Request processors

Request-processor threads are the container threads that service the UI requests. At shutdown, several UI request-processor threads could be active. Such threads are out of your application's control, and the container should handle any issues with resources being held by those threads and their termination/reallocation.

You must be particularly careful with thread local variables in this context. There is no easy way to access ThreadLocal variables given a Thread object, as these variables are held in a WeakHashMap in the java.lang.Thread, which has package access only. However, since the ThreadLocal object is held in a WeakHashMap, ultimately the weak reference will disappear when your ThreadLocal object has no other strong references.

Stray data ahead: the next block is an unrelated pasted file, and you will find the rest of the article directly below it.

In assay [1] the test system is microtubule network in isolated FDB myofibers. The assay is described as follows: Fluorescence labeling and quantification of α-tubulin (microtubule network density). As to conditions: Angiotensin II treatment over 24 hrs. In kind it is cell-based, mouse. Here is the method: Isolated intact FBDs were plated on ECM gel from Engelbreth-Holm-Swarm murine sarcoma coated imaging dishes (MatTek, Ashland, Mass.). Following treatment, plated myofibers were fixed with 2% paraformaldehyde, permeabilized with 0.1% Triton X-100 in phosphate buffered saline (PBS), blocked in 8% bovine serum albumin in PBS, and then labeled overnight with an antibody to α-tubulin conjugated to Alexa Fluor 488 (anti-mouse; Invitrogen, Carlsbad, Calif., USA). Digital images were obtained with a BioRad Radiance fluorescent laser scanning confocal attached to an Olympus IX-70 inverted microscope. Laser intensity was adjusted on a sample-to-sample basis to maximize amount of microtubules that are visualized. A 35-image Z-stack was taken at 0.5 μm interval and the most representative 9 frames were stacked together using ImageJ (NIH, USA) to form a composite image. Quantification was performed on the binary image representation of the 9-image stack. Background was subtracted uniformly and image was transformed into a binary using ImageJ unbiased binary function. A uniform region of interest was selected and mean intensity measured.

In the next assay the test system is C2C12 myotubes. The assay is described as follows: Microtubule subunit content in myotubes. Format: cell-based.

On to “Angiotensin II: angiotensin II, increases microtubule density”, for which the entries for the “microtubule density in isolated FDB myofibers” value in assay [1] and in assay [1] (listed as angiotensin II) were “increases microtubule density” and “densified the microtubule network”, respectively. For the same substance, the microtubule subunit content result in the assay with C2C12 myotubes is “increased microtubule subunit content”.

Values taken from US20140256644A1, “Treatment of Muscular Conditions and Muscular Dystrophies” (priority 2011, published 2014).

Third-party libraries

If a thread is executing code within a third-party library you are using and if that third-party code has not been written to react to interrupts or lacks a destroy/undeploy method, you may have to use other indirect techniques to effectively interrupt the thread. Also, some third-party libraries can spawn threads. An indirect way to terminate these threads is to undeploy the resources they may be using.

Resource undeployment

In the second phase of the suggested shutdown sequence, the application should undeploy/cleanup/release all the resources it typically uses—such as JDBC connections, JDBC statements, sockets, or JMS objects. The shutdown specifics for each resource type vary. In the simplest case, it may be a matter of iterating through the currently utilized resources and calling close/cleanup type operations on them.